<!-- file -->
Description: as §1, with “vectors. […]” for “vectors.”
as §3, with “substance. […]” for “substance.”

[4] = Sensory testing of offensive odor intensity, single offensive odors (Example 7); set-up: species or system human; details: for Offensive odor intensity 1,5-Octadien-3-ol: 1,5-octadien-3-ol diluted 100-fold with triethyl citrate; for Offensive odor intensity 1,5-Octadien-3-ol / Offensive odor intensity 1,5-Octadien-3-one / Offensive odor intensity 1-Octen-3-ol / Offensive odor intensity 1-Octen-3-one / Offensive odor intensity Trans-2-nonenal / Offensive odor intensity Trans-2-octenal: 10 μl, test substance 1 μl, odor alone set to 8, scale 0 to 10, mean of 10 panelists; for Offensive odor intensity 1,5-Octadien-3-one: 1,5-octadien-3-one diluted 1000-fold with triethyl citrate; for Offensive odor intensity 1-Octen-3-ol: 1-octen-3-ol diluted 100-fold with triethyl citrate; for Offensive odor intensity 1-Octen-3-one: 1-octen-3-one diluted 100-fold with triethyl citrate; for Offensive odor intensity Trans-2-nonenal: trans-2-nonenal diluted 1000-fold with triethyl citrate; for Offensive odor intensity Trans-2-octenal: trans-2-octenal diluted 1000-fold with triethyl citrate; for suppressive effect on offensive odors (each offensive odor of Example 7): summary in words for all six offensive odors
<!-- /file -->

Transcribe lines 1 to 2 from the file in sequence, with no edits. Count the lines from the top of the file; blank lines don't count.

Description: as §1, with “vectors. […]” for “vectors.”
as §3, with “substance. […]” for “substance.”